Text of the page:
Lizzy & the Triggermen Embrace Isolation on “Dance Song (for the End of the World)”

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Hey, have you heard the news? The world’s about to end and we got nothing to lose. 

Lizzy & the Triggerman say there’s nothing left to do but dance.

It’s a reasonable scenario posed by the Los Angeles jazz swing band on new single “Dance Song (for the End of the World)” given the current new norm of voluntary self-isolation and quarantine around the recent coronavirus pandemic.

Offering a moment of levity around the stir-craziness and near-delirium that may arise from being shut in, “Dance Song,” off the band’s upcoming debut EP Good Songs for Bad Times, offers a sense of connectedness in its uplifting lyrics. 

Visually, the quarantine-inspired jazz party video, directed by Justin Nijm and Jack Bishop and produced by Nikki Marvin included submissions from around the world. The 10-piece swing band called on friends from 15 countries to record something from home and ended up with content from six continents, representing the scope of the coronavirus as well as the universality of everyone coming together.

Lizzy Shapiro of Lizzy & the Triggerman (Photo: Fabian Fioto)

“The idea for the music video came from a desire to lift people’s spirits —including our own—during this harrowing time, which is exactly what the song is all about,” Lizzy Shapiro tells American Songwriter. “We wanted to create a feeling of togetherness during this isolation.”

The video, featuring some of the world’s top swing dancers like Vincenzo Fesi and Remy Kouakou Kouame, was arranged by jazz veteran Dan Barrett and features harmony vocals from the San Andreas Sisters and Dustbowl Revival’s Liz Beebe.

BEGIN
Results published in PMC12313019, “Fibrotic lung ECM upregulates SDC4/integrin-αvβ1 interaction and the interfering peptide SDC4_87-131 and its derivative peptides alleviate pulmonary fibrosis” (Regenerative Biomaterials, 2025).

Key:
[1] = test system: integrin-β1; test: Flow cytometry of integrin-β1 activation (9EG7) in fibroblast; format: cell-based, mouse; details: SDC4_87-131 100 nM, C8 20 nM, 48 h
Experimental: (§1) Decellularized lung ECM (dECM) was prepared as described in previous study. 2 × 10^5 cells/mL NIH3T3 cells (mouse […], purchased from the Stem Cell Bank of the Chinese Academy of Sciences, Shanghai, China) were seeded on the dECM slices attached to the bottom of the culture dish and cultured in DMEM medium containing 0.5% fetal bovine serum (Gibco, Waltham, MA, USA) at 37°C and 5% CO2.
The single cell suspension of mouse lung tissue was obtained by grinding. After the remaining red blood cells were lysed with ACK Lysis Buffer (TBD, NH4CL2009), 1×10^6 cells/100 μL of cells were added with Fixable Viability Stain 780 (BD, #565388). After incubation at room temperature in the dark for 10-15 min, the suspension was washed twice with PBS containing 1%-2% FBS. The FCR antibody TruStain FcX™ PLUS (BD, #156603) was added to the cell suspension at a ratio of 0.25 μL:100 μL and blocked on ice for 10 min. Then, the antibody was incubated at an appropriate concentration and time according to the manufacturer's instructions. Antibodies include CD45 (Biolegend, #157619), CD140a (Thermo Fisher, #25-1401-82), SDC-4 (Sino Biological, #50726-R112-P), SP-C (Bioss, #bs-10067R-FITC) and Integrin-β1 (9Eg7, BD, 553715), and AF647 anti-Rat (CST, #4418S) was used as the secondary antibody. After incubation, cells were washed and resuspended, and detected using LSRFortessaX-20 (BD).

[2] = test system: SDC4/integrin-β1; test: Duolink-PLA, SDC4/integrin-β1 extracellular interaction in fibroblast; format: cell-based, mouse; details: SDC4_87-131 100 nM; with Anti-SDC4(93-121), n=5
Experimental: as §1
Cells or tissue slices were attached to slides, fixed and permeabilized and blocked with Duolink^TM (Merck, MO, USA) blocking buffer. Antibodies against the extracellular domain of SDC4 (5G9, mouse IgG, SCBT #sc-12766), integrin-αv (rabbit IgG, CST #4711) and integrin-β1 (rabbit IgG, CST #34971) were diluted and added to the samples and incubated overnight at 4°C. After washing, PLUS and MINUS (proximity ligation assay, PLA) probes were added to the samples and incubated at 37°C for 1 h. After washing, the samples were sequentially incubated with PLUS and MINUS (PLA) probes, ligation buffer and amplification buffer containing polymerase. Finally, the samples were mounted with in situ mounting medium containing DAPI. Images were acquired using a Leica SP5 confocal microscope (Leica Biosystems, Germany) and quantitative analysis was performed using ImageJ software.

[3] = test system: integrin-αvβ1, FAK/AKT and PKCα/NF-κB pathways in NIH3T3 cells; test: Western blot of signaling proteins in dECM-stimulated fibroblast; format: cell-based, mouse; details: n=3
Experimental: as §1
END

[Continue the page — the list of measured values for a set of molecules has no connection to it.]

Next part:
“I’m so grateful we gave people no creative direction because everyone’s individual creativity far exceeded anything we could have come up with,” says Shapiro. “I remember the very first video we got back after putting out the call was from a fellow bandmember who very unexpectedly decided to film himself dancing in a tux, on his roof.”

Despite the uncertainty of the current situation around COVID-19, Shapiro says that once the video started coming together, they knew there were on to something special from that first submission.

“We all laughed so hard when we saw his video, that kind of laugh you can only do after days of crying,” says Shapiro. “That was the moment all of us were like, ‘ok, this is going to be fun.’ I hope it brings people some joy.”

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